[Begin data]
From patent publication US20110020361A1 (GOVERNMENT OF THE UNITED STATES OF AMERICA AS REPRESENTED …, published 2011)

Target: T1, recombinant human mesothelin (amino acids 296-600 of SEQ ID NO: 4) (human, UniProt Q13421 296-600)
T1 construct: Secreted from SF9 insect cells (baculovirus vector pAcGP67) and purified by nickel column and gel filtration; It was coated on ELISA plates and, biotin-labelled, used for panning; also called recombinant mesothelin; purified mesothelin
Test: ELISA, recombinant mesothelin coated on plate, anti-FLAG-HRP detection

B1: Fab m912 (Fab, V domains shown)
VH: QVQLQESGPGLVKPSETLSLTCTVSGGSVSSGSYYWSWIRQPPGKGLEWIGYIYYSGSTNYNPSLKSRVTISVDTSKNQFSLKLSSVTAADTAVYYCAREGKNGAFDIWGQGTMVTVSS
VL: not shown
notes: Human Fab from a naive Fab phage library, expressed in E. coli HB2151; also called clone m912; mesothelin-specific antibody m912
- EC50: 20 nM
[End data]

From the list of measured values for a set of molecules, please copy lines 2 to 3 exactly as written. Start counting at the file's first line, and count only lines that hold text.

Target: T1, recombinant human mesothelin (amino acids 296-600 of SEQ ID NO: 4) (human, UniProt Q13421 296-600)
T1 construct: Secreted from SF9 insect cells (baculovirus vector pAcGP67) and purified by nickel column and gel filtration; It was coated on ELISA plates and, biotin-labelled, used for panning; also called recombinant mesothelin; purified mesothelin